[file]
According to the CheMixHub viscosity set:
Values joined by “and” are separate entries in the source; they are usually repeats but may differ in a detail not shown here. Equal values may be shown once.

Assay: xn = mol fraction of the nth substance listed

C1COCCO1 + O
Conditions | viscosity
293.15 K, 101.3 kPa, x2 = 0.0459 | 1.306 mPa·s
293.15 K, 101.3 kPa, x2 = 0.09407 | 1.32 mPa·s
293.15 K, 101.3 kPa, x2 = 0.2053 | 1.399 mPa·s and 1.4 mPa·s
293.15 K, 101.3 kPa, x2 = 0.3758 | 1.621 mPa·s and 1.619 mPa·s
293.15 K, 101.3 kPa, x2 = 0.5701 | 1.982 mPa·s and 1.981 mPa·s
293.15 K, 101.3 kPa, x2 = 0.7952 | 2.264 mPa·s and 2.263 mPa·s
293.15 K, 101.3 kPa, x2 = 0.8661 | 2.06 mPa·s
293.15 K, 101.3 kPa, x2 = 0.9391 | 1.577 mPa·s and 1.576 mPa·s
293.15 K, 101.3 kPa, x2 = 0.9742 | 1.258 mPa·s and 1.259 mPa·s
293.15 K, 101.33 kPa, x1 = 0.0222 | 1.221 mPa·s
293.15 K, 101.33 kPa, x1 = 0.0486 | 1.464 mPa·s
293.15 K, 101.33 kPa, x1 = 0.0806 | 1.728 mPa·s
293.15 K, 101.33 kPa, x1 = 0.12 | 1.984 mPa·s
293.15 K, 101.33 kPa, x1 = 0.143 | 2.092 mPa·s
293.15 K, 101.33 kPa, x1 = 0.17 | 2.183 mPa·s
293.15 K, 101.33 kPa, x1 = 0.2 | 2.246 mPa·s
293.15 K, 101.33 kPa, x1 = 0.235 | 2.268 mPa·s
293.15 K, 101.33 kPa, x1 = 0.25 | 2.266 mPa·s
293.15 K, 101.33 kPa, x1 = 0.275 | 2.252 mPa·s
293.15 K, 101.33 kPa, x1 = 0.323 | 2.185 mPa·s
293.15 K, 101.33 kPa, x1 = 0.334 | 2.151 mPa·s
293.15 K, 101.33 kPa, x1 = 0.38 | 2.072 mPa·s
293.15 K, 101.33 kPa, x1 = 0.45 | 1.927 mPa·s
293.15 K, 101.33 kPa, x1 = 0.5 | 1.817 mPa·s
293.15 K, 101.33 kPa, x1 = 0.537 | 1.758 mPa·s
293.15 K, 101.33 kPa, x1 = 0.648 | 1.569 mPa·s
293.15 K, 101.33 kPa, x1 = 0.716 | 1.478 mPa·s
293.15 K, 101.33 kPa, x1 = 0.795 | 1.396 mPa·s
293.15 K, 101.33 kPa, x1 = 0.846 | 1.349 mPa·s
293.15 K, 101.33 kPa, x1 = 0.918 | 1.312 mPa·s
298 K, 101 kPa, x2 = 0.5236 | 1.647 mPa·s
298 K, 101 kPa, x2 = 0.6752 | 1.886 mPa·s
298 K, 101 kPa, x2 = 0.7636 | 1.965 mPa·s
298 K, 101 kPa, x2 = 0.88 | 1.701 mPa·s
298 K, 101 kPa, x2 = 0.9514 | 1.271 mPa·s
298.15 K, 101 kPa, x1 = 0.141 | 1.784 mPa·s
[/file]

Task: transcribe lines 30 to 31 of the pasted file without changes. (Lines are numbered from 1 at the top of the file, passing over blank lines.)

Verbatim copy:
293.15 K, 101.33 kPa, x1 = 0.537 | 1.758 mPa·s
293.15 K, 101.33 kPa, x1 = 0.648 | 1.569 mPa·s